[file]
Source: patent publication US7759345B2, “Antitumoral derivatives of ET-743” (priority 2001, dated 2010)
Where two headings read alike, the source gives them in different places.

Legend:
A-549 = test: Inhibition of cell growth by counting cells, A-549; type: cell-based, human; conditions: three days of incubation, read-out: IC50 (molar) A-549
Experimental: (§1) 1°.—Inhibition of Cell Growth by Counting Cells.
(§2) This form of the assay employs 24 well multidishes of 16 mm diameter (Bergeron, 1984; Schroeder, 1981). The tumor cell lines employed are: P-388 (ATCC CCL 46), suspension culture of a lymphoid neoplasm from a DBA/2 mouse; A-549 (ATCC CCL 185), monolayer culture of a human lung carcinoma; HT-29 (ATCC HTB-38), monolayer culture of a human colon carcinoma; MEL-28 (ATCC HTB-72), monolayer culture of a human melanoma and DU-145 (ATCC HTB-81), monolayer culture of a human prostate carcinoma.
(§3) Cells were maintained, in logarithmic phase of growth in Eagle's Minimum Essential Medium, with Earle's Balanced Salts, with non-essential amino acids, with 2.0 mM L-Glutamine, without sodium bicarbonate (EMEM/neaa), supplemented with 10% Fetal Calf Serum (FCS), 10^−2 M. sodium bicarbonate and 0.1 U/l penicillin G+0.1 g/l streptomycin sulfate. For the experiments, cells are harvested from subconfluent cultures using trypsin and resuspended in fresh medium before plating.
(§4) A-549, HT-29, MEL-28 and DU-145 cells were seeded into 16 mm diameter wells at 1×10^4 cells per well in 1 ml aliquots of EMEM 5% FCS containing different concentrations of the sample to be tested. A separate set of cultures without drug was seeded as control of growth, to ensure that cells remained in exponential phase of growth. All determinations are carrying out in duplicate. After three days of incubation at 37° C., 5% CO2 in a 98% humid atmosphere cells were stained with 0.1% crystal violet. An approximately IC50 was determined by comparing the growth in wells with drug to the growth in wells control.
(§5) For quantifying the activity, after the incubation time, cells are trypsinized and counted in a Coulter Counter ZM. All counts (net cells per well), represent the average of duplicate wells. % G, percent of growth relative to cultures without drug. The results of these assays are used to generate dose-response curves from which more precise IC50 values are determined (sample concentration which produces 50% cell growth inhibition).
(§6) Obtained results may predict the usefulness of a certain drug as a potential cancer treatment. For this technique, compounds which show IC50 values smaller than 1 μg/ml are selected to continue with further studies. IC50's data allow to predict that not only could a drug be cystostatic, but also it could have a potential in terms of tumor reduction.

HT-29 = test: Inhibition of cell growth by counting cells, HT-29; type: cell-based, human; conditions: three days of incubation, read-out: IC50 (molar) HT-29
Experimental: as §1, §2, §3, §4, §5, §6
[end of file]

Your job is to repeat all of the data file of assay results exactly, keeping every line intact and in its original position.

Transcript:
Source: patent publication US7759345B2, “Antitumoral derivatives of ET-743” (priority 2001, dated 2010)
Where two headings read alike, the source gives them in different places.

Legend:
A-549 = test: Inhibition of cell growth by counting cells, A-549; type: cell-based, human; conditions: three days of incubation, read-out: IC50 (molar) A-549
Experimental: (§1) 1°.—Inhibition of Cell Growth by Counting Cells.
(§2) This form of the assay employs 24 well multidishes of 16 mm diameter (Bergeron, 1984; Schroeder, 1981). The tumor cell lines employed are: P-388 (ATCC CCL 46), suspension culture of a lymphoid neoplasm from a DBA/2 mouse; A-549 (ATCC CCL 185), monolayer culture of a human lung carcinoma; HT-29 (ATCC HTB-38), monolayer culture of a human colon carcinoma; MEL-28 (ATCC HTB-72), monolayer culture of a human melanoma and DU-145 (ATCC HTB-81), monolayer culture of a human prostate carcinoma.
(§3) Cells were maintained, in logarithmic phase of growth in Eagle's Minimum Essential Medium, with Earle's Balanced Salts, with non-essential amino acids, with 2.0 mM L-Glutamine, without sodium bicarbonate (EMEM/neaa), supplemented with 10% Fetal Calf Serum (FCS), 10^−2 M. sodium bicarbonate and 0.1 U/l penicillin G+0.1 g/l streptomycin sulfate. For the experiments, cells are harvested from subconfluent cultures using trypsin and resuspended in fresh medium before plating.
(§4) A-549, HT-29, MEL-28 and DU-145 cells were seeded into 16 mm diameter wells at 1×10^4 cells per well in 1 ml aliquots of EMEM 5% FCS containing different concentrations of the sample to be tested. A separate set of cultures without drug was seeded as control of growth, to ensure that cells remained in exponential phase of growth. All determinations are carrying out in duplicate. After three days of incubation at 37° C., 5% CO2 in a 98% humid atmosphere cells were stained with 0.1% crystal violet. An approximately IC50 was determined by comparing the growth in wells with drug to the growth in wells control.
(§5) For quantifying the activity, after the incubation time, cells are trypsinized and counted in a Coulter Counter ZM. All counts (net cells per well), represent the average of duplicate wells. % G, percent of growth relative to cultures without drug. The results of these assays are used to generate dose-response curves from which more precise IC50 values are determined (sample concentration which produces 50% cell growth inhibition).
(§6) Obtained results may predict the usefulness of a certain drug as a potential cancer treatment. For this technique, compounds which show IC50 values smaller than 1 μg/ml are selected to continue with further studies. IC50's data allow to predict that not only could a drug be cystostatic, but also it could have a potential in terms of tumor reduction.

HT-29 = test: Inhibition of cell growth by counting cells, HT-29; type: cell-based, human; conditions: three days of incubation, read-out: IC50 (molar) HT-29
Experimental: as §1, §2, §3, §4, §5, §6